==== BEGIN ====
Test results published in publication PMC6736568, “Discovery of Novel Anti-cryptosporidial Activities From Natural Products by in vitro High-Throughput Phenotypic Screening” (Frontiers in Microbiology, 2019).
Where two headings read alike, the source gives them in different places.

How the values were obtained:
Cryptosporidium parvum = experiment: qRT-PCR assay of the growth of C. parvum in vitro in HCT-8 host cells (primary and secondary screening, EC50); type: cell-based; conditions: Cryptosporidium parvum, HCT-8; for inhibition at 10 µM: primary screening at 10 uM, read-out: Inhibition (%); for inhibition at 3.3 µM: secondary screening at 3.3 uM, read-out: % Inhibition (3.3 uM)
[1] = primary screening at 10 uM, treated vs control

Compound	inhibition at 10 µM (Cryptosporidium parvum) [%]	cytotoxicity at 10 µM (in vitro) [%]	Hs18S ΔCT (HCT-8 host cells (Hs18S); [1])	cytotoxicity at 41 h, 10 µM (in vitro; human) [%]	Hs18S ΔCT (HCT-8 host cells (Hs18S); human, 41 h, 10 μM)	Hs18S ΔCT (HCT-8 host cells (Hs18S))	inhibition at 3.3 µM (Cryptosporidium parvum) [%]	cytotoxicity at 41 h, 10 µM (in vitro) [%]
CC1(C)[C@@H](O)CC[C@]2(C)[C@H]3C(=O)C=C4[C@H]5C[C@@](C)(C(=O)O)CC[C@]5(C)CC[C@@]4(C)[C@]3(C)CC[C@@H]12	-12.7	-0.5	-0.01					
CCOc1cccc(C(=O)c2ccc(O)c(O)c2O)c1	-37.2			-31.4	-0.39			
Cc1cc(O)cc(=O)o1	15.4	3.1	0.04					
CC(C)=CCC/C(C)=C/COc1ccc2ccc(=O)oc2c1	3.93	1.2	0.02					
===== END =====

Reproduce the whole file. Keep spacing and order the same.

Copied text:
Test results published in publication PMC6736568, “Discovery of Novel Anti-cryptosporidial Activities From Natural Products by in vitro High-Throughput Phenotypic Screening” (Frontiers in Microbiology, 2019).
Where two headings read alike, the source gives them in different places.

How the values were obtained:
Cryptosporidium parvum = experiment: qRT-PCR assay of the growth of C. parvum in vitro in HCT-8 host cells (primary and secondary screening, EC50); type: cell-based; conditions: Cryptosporidium parvum, HCT-8; for inhibition at 10 µM: primary screening at 10 uM, read-out: Inhibition (%); for inhibition at 3.3 µM: secondary screening at 3.3 uM, read-out: % Inhibition (3.3 uM)
[1] = primary screening at 10 uM, treated vs control

Compound	inhibition at 10 µM (Cryptosporidium parvum) [%]	cytotoxicity at 10 µM (in vitro) [%]	Hs18S ΔCT (HCT-8 host cells (Hs18S); [1])	cytotoxicity at 41 h, 10 µM (in vitro; human) [%]	Hs18S ΔCT (HCT-8 host cells (Hs18S); human, 41 h, 10 μM)	Hs18S ΔCT (HCT-8 host cells (Hs18S))	inhibition at 3.3 µM (Cryptosporidium parvum) [%]	cytotoxicity at 41 h, 10 µM (in vitro) [%]
CC1(C)[C@@H](O)CC[C@]2(C)[C@H]3C(=O)C=C4[C@H]5C[C@@](C)(C(=O)O)CC[C@]5(C)CC[C@@]4(C)[C@]3(C)CC[C@@H]12	-12.7	-0.5	-0.01					
CCOc1cccc(C(=O)c2ccc(O)c(O)c2O)c1	-37.2			-31.4	-0.39			
Cc1cc(O)cc(=O)o1	15.4	3.1	0.04					
CC(C)=CCC/C(C)=C/COc1ccc2ccc(=O)oc2c1	3.93	1.2	0.02					